Apple Announces Subscription Model, Search Ads For App Store

By 05:04 Tue, 03 Aug 2021 Comments


Some gigantic news is coming out of Apple this week regarding the App Store, and it's not even WWDC day yet. In an interview with The Verge and The Loop, Phil Schiller, Senior Vice President, Worldwide Marketing at Apple, laid down some major changes that are coming to the App Store. ("App Store" henceforth in this article will refer to the one on iOS, Operating System (OS) X, and tvOS.)

One of the gigantic changes coming is Apple's greater adoption of the subscription based payment model. Right now, only a certain type of apps can utilize subscription based payment, apps that usually descend under the category of news, cloud services, dating apps, or content streaming apps. With this change, any app can henceforth utilize the subscription model, including games.

This is an vital milestone for developers. For most developers, especially indie developers, the current business model of paying once and offering free updates and support for life to customers is not at all a viable business model. It's difficult to justify working on major updates when you won't be making back the investment on these updates. Some developers have had to descend back on methods such as releasing major updates as a separate app, which not only is a lot more work, but is often met with criticism from customers, who, let's face it, would rather just acquire everything for free.

With the subscription model in place, developers can charge customers a small amount every few months. This should assist developers sustain themselves over a long period of time, and also encourage further development, not to mention entice recent indie developers to join the platform. Apple will be offering over 200 price tiers across regions and currencies, so developers can price their rates appropriate to the region.

Apple has also, for the first time, revised their revenue split. The current 70/30 split will remain for the first year of subscription (where developer takes 70% and Apple gets 30% of the revenue) but starting with the second year, it will change to 85/15, with Apple taking a smaller slit going forward. This will again encourage developers to work harder on keeping their customers for longer periods of time.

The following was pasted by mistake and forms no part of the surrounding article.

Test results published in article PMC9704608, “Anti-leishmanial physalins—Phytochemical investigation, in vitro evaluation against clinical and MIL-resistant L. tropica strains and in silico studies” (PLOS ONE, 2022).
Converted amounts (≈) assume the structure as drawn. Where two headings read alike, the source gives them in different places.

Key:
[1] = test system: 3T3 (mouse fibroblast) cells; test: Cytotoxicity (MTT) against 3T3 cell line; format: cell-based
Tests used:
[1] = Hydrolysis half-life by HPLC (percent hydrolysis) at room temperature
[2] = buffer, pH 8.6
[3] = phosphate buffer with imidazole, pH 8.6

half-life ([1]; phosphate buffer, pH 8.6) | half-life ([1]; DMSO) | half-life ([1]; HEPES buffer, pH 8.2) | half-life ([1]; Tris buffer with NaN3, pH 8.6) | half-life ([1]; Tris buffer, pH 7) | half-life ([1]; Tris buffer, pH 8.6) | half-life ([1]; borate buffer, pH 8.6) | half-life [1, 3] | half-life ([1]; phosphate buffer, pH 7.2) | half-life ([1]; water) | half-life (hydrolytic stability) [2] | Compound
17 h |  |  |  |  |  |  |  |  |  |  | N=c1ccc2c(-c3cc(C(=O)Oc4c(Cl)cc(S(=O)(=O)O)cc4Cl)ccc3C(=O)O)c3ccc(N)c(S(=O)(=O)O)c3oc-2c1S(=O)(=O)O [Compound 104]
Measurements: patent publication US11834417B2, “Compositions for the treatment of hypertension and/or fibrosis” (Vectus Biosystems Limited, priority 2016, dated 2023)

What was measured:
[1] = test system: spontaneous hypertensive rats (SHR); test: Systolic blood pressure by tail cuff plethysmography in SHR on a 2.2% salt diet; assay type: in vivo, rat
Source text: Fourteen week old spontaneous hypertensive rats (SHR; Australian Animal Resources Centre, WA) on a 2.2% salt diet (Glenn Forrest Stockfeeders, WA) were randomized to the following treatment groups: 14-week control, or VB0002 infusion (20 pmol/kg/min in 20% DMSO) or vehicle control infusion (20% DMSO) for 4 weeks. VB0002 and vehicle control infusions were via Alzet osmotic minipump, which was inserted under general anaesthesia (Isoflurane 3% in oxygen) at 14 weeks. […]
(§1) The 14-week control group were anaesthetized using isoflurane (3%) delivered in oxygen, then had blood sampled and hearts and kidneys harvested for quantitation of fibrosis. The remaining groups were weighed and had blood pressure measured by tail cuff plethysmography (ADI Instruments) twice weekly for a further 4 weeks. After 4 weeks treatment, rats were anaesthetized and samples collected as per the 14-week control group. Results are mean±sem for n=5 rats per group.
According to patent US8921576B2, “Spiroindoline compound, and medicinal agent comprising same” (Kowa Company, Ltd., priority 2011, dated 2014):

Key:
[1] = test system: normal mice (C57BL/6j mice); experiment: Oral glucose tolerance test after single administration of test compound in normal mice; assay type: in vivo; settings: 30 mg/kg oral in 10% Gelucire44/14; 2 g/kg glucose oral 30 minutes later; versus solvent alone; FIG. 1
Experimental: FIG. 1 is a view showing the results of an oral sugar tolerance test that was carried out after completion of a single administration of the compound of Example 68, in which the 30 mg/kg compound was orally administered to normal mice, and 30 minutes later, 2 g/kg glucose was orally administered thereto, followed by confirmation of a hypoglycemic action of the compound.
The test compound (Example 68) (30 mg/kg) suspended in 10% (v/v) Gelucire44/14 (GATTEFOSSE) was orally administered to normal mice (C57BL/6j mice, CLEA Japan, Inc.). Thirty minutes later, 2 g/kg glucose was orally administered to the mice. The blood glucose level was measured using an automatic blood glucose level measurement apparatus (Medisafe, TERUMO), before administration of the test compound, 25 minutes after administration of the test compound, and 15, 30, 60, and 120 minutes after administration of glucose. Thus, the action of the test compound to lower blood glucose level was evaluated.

That's the pricing model. The other gigantic change is search ads. Following Google and Facebook's lead, Apple will now be showing search ads within the App Store.

By "ads" we mean one ad, which will appear in your search result at the top, clearly marked as an ad and relevant to your search query. Apple claims there is no user tracking or data sharing when you click on the ads and those under 13 years of age won't be seeing the ads. Also, it seems for now this will be limited to the US App Store.

This is another go in developer interest, as ads are known to drive a ton of revenue, both to the developer and the company hosting them (Apple, in this case). Apple has been against ads in search results until this point but it seems the company has changed its stance.

The last but not the least of the changes is to the app review times. Apple has considerably improved the app review times in the past few weeks, that is, the time between the developer submitting the app and Apple approving (or rejecting) the app. Apple claims 50% of the apps are now reviewed with 24 hours and 90% within 48 hours.

We should acquire a proper rundown of these changes during the WWDC keynote. If you are an App Store developer, or have been planning to be one, it might seem that Christmas came early this year.

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